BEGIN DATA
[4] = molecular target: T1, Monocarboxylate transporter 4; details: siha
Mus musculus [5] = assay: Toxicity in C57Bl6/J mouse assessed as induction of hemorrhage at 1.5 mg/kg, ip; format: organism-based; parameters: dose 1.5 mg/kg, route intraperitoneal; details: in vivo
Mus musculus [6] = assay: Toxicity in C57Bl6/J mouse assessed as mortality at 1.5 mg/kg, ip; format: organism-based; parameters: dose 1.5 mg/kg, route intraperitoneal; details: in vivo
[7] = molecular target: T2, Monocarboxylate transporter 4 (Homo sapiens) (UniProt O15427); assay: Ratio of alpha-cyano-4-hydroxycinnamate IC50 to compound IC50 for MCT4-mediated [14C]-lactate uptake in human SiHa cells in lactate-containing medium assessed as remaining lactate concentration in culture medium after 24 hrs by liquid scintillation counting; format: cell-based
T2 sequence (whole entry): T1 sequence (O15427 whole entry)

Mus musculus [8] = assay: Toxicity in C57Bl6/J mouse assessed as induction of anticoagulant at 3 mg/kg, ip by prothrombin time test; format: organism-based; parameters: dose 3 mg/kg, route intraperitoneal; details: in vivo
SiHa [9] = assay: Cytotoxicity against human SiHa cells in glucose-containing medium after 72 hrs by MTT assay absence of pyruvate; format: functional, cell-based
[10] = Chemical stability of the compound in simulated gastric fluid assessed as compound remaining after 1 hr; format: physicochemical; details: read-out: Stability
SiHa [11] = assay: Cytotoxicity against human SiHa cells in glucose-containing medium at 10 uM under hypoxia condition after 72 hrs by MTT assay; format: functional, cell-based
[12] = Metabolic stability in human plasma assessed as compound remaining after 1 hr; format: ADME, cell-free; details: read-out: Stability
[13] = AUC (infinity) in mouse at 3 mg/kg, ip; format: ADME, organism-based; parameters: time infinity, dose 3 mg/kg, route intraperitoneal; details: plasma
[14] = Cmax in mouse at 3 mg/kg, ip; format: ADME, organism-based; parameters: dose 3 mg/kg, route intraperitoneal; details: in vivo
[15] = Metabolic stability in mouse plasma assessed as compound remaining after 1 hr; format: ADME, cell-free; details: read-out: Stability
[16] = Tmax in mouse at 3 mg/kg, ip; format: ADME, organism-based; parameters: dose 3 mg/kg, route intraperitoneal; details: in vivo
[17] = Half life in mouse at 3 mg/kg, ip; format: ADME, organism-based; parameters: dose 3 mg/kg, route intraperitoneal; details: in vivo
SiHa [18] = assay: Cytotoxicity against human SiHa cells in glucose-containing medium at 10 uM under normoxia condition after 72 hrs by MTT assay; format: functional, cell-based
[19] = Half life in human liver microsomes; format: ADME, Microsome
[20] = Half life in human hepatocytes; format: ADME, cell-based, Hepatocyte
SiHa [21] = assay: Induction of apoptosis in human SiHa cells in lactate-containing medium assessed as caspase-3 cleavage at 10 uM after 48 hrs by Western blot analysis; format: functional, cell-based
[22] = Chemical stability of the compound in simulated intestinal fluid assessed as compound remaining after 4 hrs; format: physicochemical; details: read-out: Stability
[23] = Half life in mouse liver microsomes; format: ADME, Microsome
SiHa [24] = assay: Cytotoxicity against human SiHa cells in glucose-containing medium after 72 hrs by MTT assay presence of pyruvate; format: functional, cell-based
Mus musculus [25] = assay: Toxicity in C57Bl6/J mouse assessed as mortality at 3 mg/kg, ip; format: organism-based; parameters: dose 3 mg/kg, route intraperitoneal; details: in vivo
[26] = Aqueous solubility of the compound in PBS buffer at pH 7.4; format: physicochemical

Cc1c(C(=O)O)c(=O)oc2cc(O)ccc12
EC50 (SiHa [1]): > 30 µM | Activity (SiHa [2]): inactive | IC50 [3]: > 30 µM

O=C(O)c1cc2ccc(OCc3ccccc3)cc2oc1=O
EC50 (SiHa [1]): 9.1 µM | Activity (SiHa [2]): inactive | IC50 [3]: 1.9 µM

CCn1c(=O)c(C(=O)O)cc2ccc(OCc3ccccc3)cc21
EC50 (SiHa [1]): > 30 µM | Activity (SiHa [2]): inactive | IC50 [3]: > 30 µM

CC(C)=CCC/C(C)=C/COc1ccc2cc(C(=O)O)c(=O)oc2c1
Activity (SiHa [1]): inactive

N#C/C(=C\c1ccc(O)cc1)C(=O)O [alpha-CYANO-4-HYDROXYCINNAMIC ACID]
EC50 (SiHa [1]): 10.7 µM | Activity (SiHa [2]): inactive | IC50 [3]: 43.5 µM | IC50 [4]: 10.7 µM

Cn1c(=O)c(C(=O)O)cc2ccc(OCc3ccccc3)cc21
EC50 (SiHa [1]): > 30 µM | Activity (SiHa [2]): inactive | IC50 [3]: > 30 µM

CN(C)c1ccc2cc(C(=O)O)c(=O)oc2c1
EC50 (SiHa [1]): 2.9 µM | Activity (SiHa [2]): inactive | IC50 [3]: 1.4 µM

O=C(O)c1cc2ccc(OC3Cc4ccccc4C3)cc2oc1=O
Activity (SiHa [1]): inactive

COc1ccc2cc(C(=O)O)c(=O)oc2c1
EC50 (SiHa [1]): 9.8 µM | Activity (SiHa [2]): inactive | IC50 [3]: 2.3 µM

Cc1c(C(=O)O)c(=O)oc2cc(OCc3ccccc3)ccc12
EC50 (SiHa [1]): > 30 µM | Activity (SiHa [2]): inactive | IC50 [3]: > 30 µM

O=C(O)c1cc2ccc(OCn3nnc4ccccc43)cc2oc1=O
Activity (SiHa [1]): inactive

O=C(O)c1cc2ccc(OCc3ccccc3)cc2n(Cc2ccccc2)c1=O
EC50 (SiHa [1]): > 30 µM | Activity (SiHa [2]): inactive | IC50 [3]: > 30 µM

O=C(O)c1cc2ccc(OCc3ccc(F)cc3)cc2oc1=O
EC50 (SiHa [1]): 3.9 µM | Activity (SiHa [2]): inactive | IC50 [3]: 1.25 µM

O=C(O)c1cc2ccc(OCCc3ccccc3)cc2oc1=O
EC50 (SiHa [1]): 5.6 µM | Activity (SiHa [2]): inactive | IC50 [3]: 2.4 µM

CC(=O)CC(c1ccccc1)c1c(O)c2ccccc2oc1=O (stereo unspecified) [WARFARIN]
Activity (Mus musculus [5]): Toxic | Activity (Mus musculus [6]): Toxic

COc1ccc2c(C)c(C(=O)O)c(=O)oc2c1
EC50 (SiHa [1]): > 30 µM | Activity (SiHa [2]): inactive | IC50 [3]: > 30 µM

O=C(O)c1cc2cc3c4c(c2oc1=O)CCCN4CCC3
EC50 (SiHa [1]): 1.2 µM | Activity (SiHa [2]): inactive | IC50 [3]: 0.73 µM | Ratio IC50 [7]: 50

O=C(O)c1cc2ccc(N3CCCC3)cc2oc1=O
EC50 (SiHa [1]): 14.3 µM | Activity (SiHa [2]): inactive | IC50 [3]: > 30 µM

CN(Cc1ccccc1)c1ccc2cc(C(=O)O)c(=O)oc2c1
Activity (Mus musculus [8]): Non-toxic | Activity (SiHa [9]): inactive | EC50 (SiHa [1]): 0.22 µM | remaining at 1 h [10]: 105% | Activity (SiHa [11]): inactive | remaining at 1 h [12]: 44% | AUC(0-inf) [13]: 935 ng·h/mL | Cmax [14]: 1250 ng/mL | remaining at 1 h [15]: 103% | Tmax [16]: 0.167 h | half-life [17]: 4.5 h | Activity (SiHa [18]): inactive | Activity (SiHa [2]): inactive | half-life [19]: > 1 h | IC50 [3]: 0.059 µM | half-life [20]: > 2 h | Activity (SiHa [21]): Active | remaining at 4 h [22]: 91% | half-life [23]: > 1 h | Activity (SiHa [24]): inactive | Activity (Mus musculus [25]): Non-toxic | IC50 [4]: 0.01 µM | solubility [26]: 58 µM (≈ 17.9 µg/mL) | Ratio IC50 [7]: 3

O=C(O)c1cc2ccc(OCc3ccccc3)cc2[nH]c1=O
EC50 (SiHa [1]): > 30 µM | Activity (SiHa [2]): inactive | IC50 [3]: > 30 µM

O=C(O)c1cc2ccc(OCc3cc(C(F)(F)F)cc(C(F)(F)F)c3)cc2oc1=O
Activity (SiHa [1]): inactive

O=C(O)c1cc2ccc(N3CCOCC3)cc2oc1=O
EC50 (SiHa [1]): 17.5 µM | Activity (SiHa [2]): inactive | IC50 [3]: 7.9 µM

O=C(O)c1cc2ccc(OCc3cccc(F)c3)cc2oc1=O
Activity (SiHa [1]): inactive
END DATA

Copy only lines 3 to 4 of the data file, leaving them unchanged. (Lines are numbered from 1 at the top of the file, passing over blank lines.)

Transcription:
Mus musculus [6] = assay: Toxicity in C57Bl6/J mouse assessed as mortality at 1.5 mg/kg, ip; format: organism-based; parameters: dose 1.5 mg/kg, route intraperitoneal; details: in vivo
[7] = molecular target: T2, Monocarboxylate transporter 4 (Homo sapiens) (UniProt O15427); assay: Ratio of alpha-cyano-4-hydroxycinnamate IC50 to compound IC50 for MCT4-mediated [14C]-lactate uptake in human SiHa cells in lactate-containing medium assessed as remaining lactate concentration in culture medium after 24 hrs by liquid scintillation counting; format: cell-based